“When you look at the 60 years that F1 has existed, the automotive industry has been in and out – Honda has been in and out three times, BMW has been there a few times – so at some points they all believe that F1 is the perfect platform for brand exposure and differentiation. You have to accept that an automotive company's core business isn't F1, and consequently we have to accept that there will be times when their marketing budgets will make them pull out, so they will come and go and we should not criticise them for that.
“If these automotive companies go for complete team ownership, then inherently that's unstable because when they go, it leaves a mess. We had that with Honda, Toyota and BMW, who came in for ownership and it has been difficult for the sport to manage that. If they come in as technical partners and then decide to quit, that's an easier situation to manage.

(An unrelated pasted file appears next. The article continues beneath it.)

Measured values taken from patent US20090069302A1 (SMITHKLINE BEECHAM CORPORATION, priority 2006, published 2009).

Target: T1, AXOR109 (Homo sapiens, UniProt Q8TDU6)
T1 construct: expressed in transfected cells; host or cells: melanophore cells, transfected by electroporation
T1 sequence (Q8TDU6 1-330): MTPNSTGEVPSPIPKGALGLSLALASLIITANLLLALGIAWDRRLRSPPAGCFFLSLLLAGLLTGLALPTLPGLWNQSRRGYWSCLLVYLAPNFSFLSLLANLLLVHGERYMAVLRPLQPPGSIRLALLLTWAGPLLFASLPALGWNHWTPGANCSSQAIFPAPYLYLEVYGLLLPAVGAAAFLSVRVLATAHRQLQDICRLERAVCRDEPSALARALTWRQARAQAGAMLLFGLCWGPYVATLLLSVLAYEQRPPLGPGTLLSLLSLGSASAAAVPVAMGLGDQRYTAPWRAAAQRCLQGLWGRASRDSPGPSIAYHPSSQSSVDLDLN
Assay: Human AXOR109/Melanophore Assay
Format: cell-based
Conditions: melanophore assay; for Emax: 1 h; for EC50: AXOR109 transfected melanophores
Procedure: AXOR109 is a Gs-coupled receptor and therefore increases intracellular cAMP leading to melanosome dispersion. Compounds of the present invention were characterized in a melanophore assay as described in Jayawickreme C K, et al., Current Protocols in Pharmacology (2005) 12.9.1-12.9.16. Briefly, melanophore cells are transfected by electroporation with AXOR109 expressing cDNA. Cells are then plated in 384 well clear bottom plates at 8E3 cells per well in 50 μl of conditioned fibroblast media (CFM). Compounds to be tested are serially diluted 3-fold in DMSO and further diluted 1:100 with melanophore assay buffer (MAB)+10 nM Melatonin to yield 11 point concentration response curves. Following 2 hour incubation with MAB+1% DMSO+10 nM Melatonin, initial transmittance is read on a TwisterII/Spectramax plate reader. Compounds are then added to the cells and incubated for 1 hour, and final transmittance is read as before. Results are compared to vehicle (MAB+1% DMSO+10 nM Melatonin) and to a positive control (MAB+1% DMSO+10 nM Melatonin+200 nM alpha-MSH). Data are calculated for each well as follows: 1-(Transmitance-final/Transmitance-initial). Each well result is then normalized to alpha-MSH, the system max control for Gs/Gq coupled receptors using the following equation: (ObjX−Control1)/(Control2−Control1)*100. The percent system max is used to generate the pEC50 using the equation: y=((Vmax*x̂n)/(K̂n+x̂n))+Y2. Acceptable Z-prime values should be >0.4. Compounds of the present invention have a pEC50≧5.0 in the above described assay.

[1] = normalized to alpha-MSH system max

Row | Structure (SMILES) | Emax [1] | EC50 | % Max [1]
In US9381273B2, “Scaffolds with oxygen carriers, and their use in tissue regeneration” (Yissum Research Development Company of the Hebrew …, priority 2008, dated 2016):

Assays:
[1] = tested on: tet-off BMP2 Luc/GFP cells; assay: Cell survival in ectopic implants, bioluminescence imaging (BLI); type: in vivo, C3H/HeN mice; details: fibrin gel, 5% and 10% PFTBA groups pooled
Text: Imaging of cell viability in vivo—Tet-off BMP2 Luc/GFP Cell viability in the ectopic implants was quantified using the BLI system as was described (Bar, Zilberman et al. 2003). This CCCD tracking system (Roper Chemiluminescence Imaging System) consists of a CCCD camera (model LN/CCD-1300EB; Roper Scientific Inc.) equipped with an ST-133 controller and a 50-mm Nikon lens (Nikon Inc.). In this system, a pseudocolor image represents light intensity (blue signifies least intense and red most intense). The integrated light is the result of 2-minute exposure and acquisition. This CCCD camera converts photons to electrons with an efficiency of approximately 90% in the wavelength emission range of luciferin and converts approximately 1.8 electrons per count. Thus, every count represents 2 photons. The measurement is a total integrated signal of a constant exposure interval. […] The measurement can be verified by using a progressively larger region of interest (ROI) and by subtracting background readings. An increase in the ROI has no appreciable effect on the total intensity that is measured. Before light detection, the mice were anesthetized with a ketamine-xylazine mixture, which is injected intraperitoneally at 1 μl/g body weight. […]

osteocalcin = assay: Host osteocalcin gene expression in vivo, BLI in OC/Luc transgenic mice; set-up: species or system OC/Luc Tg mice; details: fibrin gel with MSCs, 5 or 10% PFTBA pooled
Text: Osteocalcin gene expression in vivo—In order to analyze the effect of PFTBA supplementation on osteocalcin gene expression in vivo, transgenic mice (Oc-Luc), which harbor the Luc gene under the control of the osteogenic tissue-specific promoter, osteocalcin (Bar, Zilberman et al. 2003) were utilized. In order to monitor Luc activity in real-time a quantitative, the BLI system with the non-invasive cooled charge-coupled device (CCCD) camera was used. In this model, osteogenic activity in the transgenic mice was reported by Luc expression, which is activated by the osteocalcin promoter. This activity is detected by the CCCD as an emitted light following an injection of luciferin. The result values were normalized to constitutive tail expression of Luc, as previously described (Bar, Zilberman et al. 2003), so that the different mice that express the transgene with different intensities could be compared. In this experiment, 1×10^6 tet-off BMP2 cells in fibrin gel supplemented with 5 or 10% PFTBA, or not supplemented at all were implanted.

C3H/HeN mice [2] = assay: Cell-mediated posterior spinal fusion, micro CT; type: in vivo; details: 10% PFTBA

“It is a fact that the automotive industry had the largest recession in its history and is slowly coming out of that. Now we have to make sure we can convince the boards of big companies that the conditions are right to come back – then I think it could be possible to have four or five automotive companies involved. I think the ideal model is that we create a situation where we are attractive, we're relevant and we are powerful and appropriate for automotive manufacturers, because the natural affinity is automotive. I am sure that in the next five years, we'll have one or two more come back in.
“We need to make sure that we maintain the show. In previous years, the complaint was always that the show was no good, but I believe that in the last two years we've responded responsibly, and actually we have had some incredible races. I think we have a great show – and that's good, so we can tick the box there. Now we have to make sure that we are relevant, and maybe the new V6 engines do that. We have to be responsive, and not wait until our 'marque' is dying. We have to go out there and make it ours – that's the challenge.”